Last summer HTC introduced a real winner in the Droid Incredible for Verizon Wireless. That Android device had it all: the latest Android OS, blazing performance, and a slick interface, all in a svelte package. Just in time for the summer blockbuster season, here comes the sequel. With the Droid Incredible 2 ($199 on contract) you get a larger 4-inch display, a faster processor, and sharper HD video recording. Also updated is the legendary Sense software experience. Are these improvements enough to hold off the competition?
Those familiar with the original HTC Droid Incredible for Verizon will find plenty of similarities here. The Incredible 2 features a similar flat, rectangular shape and plastic ebony styling, minus the red highlights. Like its predecessor, the Droid Incredible 2 sports a black facade that is dominated by the touchscreen. Below the display are the typical Android capacitive buttons for Back, Home, Menu, and Search indicated by backlit symbols. A slim earpiece grate sits above the screen. Gone is the old Incredible's optical joystick.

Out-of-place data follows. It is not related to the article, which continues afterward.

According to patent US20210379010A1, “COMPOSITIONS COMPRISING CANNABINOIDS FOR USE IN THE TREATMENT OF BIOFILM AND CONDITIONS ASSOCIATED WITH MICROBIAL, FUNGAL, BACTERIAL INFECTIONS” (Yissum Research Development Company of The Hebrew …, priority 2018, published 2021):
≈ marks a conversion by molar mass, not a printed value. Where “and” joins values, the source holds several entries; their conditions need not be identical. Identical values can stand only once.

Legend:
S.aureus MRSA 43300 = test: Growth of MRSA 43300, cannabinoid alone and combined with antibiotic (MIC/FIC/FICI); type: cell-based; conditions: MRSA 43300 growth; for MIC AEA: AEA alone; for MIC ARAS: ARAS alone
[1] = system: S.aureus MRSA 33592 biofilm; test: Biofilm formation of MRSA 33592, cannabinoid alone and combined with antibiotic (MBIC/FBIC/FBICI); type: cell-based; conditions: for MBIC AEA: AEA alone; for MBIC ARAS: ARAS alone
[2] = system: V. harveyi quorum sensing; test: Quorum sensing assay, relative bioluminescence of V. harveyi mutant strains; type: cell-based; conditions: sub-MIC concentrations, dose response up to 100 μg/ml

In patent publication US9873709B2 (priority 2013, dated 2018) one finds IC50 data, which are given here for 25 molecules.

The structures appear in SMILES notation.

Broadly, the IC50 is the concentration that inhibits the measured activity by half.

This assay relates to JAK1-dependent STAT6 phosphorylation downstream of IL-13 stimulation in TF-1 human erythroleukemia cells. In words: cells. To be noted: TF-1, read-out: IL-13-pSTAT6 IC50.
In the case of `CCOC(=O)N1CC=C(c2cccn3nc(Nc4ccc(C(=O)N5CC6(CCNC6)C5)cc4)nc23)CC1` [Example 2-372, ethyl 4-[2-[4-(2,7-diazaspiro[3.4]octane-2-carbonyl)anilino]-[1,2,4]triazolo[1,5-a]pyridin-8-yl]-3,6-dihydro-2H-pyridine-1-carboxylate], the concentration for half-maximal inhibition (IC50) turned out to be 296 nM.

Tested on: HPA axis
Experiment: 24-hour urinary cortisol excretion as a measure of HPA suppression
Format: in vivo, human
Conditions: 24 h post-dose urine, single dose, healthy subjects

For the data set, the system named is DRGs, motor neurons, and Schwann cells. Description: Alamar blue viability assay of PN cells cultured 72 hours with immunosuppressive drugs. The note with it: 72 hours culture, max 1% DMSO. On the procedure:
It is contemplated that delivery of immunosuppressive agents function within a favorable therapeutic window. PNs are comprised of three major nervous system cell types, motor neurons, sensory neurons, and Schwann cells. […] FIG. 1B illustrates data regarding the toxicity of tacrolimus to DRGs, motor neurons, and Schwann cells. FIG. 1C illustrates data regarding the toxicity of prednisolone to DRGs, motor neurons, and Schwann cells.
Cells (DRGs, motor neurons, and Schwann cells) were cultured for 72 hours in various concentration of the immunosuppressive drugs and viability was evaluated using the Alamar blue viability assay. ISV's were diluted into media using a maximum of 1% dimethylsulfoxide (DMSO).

On the Incredible 2's top edge sit a standard headphone jack (left) and tiny power button (right). Veteran Droid Incredible owners will notice that these two buttons have swapped places, making the power button easier to activate right-handed. A thin volume rocker runs along the left edge of the phone next to the microUSB port.
The Droid Incredible 2 also bears the signature raised hump on its back battery cover, a unique design element that sets this handset apart. This time around it's toned down, with fewer ridges and funky layers. The back also houses a single speaker and an 8-megapixel camera with dual LED flash.
This phone doesn't have a flashy red paint job under the battery cover like the first Droid Incredible; instead, a smoky translucent skin with circuitry peeks through. A microSD card slot, with a 16GB card included, can be accessed without touching the battery. Since this is a world phone, the Incredible 2 features a SIM card slot beneath the battery.
Measuring 4.8 x 2.5 x 0.5 inches, the Droid Incredible 2 is slightly wider than its forebear but has about the same thickness. Tipping the scales at 4.8 ounces, the phone is a tad more hefty that the original Incredible (4.6 ounces) but relatively light compared to bruisers such as the HTC Thunderbolt (6.2 ounces). This adds up to a pocket-friendly handset that's easy to grip, thanks to the rubberized back side.